Back in 1998 OSHA finally promulgated a standard for training the operators of powered industrial trucks. It was followed by an enforcement directive (CPL 2-1.28) that:
• Explained in detail how to comply with the standard, 29 CFR 1910.178 Powered Industrial Truck Operator Training (PITOT). • Mandated that operators be trained in the use of seat belts for lift trucks if specified in the operator’s manual. “Employers not providing training in the operating instructions, warnings or precautions listed in the manufacturer’s operator’s manual related to seat belt use may be cited under 1910.178(1)(3)(i)(M))” was the way the directive read.
All in all, OSHA had a good standard that would prevent injuries and save lives. Now OSHA proposes to chop up the seat belt part of the directive. The guy with the hatchet is Richard E. Fairfax, director of the Directorate of Enforcement Programs of the Occupational Safety and Health Administration (OSHA).
The proposal from Fairfax is briefly described in a memo that’s full of holes. First, Fairfax ignores the 1998 Powered Industrial Truck Operator Training (PITOT) standard and points to a 1996 memo that calls for enforcing seat belts through the 5(a)(l) keep-a-safe-workplace clause.
But 5(a)(1) is mushy; the newer PITOT is precise. Nevertheless, Fairfax says that his proposal “continues the enforcement policy” stated in that 1996 memorandum -- thus skipping over the 1998 PITOT altogether. Fairfax pulls the rug out from under seat belt enforcement by saying, “Because the issuance of a citation under 5(a)(1) is appropriate only when a condition or practice in the workplace presents a hazard to employees,” then lists a bunch of factors that could, in the estimation of an OSHA inspector, indicate that a tipover of the lift truck would be possible.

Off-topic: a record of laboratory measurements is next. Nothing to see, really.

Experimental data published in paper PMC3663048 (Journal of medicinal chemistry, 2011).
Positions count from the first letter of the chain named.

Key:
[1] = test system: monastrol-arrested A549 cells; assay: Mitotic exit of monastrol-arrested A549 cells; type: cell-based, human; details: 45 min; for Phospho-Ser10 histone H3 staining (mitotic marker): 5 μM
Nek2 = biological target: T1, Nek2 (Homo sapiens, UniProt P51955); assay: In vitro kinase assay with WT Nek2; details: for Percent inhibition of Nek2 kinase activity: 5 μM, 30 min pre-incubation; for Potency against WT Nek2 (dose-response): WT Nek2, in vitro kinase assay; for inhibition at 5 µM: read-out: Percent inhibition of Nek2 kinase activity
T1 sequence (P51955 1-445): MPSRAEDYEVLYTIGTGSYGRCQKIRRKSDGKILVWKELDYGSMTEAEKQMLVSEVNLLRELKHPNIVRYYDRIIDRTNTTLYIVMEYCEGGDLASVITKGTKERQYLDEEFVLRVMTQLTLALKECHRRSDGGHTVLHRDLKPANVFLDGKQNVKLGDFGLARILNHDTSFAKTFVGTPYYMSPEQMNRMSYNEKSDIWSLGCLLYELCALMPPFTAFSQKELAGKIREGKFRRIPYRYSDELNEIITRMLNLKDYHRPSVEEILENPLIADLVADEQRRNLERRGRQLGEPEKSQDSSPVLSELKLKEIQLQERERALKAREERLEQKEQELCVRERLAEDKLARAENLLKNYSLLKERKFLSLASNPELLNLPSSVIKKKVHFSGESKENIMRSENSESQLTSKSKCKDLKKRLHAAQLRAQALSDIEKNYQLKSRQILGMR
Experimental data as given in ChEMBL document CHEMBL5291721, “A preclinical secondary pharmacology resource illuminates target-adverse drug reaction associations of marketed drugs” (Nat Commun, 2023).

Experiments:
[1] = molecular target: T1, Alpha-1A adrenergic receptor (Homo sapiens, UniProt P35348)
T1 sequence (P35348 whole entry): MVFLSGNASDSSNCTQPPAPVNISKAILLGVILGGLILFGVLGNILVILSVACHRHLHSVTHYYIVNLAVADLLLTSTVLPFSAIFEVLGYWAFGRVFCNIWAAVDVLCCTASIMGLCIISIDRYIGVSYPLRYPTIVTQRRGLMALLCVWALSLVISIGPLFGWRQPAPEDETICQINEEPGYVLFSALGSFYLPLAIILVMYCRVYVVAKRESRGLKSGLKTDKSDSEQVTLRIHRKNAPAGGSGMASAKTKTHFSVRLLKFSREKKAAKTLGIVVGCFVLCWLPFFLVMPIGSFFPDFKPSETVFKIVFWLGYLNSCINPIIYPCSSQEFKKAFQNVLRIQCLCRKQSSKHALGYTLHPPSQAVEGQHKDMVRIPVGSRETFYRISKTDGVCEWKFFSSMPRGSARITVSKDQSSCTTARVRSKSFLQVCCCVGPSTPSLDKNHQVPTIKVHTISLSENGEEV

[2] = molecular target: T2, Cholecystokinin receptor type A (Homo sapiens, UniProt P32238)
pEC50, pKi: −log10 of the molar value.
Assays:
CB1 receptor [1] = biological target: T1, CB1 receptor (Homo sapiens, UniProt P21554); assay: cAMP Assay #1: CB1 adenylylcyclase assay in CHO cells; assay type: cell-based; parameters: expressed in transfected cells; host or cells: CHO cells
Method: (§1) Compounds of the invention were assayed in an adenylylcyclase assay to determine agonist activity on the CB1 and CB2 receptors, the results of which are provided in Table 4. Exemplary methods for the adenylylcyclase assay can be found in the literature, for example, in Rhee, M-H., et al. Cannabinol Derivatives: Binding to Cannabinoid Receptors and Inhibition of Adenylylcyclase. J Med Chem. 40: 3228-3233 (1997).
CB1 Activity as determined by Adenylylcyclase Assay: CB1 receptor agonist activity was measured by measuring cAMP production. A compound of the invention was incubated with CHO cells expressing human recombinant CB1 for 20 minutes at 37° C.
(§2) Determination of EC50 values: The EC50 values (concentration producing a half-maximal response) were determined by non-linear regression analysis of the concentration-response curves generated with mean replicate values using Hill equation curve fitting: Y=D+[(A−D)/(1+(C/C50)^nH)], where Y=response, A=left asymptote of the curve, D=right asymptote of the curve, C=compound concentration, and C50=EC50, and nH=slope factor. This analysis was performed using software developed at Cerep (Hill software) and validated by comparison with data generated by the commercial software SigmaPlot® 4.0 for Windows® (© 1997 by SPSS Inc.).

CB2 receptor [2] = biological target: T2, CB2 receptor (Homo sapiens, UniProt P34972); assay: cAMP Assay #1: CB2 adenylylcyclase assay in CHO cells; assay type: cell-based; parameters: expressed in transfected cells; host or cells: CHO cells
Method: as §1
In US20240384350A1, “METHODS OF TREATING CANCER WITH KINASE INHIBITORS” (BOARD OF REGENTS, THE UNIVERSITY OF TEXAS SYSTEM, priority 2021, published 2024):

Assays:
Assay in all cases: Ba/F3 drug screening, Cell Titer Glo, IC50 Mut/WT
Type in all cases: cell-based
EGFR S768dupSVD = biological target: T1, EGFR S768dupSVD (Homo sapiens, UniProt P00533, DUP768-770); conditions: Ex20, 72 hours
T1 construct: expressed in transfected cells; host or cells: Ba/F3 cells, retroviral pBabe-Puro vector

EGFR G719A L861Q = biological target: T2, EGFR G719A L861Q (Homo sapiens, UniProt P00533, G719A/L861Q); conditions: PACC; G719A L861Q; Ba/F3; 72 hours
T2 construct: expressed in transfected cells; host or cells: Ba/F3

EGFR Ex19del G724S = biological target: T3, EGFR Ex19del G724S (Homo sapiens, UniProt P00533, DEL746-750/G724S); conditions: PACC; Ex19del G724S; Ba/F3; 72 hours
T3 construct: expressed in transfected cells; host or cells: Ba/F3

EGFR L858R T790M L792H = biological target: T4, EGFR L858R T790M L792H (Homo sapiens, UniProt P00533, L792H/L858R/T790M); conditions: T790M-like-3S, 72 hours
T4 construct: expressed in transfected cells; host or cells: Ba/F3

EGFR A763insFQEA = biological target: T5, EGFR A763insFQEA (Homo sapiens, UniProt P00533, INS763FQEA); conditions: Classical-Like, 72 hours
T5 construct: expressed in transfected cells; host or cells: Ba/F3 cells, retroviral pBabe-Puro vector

By skipping over PITOT, Fairfax can ignore its advice that the operator must be trained in “any other operating instructions, warnings, or precautions listed in the operator’s manual for the types of vehicle that the employee is being trained to operate.” That training must include both formal instruction and practical training.
Also, OSHA Directive CPL 2-28 says things like “Powered industrial truck operator training programs must cover equipment manufacturers’ recommendations as to the use of seat belts under 1910.178 (1)(3)(i)…”
A question about operator restraint systems in the directive is answered with “Therefore, operators must be trained in the use of operator restraint systems addressed in the operating instructions.”
So Fairfax has his work cut out for him, not only with CPL 2-2.28A but also with PITOT itself.
This tinkering with the compliance directive deals only with OSHA citations. No matter how many ifs and buts your employer inserts, he’s still leaving a paper trail for litigators should one of your employees or a contractor have an accident that involves a lift truck equipped with a seat belt. Do you think that a lawyer suing your company wouldn’t bring up the fact that you eliminated seat belts and training because OSHA has changed its enforcement rules?
You can comment on the OSHA proposal by writing to: U.S. Department of Labor, Occupational Safety and Health Administration, Directorate of Enforcement Programs, Attention: Patrick Kapust, Room N-3603, 200 Constitution Ave. N.W., Washington, D.C. 90210. Deadline for comments is December 1.
Keep in mind the lawyer’s advice I quoted in September 1999: “The focal point of the legal disputes arising from lift truck accidents will become whether the employer has properly trained the operator.”
Bernie Knill, contributing editor